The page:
After a last fabulous breakfast in Fez, we hit the road for our 340 mile trek to the Sahara. Doug says there’s snow in the mountains but the roads will probably be clear. At least he hopes they will be clear …
We climb into the Middle Atlas Mountains and reach Azrou, in the heart of the Forest of Cedars. Doug tells us to start watching for monkeys, and no sooner does he say the word “monkey” than we start seeing them come down out of the trees. We pull over and park, and are soon surrounded.
These are macaques (also called Barbary Apes) – indigenous to the mountain forests of Morocco and Algeria, and with only a few thousand left in the wild. They are twice the size I was expecting, and docile, except for the Leader of the Pack, which the locals point to, with a warning to keep clear. A young guide comes up to me with a handful of broken up crackers, and motions to me to hold out my hand and wait for the monkey to come to me.
He snaps a few photos and then leads me to his horse.
The horse – a beautiful white creature with an ornate saddle, is standing next to a boulder, a convenient aid for mounting. The guide again says “photo” and I climb up onto the horse.
He snaps a few more shots, and then unexpectedly grabs the reins, and starts to lead the horse into the forest
“Oh…. NO… !”
After several frantic minutes of thrashing and yelling “I MUST GO BACK,” the guide slowly turns the horse around. I ask Doug to negotiates the price of this escapade while I retrieve my wallet. He talks the guide down from 300 dirhams ($30) to about 70 dirhams ($7). I give the guide an extra 20 dirham, which brings smiles to faces all the way around.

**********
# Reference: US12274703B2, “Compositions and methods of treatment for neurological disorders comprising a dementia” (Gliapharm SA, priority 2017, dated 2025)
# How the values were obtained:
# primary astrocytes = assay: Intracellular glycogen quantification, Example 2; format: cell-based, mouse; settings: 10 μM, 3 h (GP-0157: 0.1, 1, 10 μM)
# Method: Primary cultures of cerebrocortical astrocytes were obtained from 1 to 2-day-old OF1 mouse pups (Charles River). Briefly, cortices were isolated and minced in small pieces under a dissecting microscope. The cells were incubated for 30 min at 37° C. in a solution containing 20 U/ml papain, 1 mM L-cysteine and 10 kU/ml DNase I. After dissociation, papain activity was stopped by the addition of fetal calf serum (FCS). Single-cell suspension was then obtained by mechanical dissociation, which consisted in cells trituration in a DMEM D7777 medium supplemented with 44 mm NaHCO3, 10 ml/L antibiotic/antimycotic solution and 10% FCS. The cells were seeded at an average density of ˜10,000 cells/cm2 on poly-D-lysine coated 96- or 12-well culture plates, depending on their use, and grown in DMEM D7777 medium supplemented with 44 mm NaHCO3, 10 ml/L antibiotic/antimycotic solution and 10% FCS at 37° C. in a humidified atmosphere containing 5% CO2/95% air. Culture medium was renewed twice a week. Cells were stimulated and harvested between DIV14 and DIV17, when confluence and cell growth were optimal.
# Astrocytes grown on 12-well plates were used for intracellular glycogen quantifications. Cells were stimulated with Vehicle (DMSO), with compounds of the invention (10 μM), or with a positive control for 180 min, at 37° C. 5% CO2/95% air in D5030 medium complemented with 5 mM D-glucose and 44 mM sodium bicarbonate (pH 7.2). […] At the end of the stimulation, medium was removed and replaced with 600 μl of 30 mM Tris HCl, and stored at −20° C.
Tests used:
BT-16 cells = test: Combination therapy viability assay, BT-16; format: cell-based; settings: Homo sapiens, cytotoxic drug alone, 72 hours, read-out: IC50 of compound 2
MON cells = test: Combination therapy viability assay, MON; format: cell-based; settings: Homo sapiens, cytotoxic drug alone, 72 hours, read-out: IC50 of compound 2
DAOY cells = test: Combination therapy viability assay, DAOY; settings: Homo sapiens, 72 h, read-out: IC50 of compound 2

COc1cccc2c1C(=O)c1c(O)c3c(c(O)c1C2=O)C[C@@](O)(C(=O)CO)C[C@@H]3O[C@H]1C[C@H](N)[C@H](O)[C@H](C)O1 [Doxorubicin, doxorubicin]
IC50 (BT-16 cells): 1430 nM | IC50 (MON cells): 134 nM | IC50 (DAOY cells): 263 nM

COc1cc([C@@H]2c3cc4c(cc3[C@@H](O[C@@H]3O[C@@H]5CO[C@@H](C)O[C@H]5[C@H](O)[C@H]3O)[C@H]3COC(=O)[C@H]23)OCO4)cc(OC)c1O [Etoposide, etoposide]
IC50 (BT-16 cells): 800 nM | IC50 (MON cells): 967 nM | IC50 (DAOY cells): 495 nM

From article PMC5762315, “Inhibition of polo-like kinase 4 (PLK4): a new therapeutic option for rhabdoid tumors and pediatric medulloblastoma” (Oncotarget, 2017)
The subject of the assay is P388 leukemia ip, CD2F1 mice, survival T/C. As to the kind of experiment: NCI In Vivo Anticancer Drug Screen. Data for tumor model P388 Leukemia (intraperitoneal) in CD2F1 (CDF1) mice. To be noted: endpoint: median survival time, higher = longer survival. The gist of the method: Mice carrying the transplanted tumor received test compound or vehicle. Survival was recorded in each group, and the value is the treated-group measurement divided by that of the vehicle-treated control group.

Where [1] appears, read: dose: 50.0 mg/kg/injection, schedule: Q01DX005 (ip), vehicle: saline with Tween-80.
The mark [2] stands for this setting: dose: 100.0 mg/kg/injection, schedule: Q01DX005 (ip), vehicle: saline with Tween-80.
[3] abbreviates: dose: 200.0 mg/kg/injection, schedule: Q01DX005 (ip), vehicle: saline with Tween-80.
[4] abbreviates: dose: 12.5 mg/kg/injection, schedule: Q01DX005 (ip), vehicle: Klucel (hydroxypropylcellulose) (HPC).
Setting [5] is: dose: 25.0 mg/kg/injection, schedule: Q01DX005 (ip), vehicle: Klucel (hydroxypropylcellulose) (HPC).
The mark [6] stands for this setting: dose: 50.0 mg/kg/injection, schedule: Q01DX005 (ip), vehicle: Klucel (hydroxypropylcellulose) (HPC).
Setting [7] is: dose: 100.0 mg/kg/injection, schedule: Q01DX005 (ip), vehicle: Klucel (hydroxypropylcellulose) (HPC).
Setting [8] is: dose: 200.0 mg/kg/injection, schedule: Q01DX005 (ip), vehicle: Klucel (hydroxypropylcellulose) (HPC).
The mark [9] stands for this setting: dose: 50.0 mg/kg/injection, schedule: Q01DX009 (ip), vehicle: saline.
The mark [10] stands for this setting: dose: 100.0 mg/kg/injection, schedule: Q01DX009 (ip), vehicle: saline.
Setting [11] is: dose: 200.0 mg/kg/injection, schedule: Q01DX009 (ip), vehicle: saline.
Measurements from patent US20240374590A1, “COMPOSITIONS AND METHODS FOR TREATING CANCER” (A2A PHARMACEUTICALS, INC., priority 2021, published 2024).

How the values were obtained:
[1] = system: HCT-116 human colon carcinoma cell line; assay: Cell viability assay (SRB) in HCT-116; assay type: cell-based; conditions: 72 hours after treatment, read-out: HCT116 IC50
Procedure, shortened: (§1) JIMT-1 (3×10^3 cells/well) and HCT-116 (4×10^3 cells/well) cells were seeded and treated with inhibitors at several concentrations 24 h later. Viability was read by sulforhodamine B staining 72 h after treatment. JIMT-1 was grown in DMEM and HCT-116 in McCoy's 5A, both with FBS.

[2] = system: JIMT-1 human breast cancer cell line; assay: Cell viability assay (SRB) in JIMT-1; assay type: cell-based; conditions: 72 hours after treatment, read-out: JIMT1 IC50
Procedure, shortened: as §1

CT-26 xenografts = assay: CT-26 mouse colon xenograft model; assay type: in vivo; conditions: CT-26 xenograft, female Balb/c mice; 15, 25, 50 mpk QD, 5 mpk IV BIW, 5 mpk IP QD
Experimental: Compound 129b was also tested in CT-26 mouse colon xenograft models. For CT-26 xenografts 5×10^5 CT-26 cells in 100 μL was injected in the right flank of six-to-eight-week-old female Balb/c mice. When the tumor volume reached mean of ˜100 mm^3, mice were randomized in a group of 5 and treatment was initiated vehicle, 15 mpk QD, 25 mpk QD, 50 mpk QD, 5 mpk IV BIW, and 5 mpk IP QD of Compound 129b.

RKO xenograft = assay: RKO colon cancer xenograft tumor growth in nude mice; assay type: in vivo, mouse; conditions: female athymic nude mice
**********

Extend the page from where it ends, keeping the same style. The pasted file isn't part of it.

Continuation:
And now I know what “photo” actually means…
A few hours later we stop for lunch in Midelt, the City of Apples – a gigantic red apple sculpture at the edge of town tells us so! As we depart, we are barraged by men selling fossils. Morocco was once a sea bed, so ammonites and other fossilized sea life are a pretty big business here.
We drive through several hours of increasingly rugged landscape.
Well after dark, we reach Mergouza, and the Kasbah Mohayut.
OH MY! Even in the dark, this mud brick oasis on the edge of the desert is beautiful, and I cannot wait to explore it in the daylight. I find my room and walk through a tiny door and into a room that rivals the size of my Seattle apartment.
I wake the next morning in time to see the sunrise and to explore.
I’m the first to arrive for breakfast at a buffet that offers whatever you want to eat – as long as it’s some form of bread! The mint tea isn’t as sweet here, and it’s poured into glasses with a fresh sprig of mint in the bottom. I drink several helpings out of an ornate tea glass.
I wish I could capture the sounds and smells of this place, as I sit at the edge of one of the fountain courtyards, tea in hand, incense wafting over me… above my head an iron chandelier, with palms and birds… waitstaff wearing the blue and gold caftan that the men wear here, smiling at me as they light incense in the four corners of the courtyard.
I do not want to leave. But leave we must. The Red Dunes await …
- For my full recounting of this leg of the trip, please see August Phoenix Hats.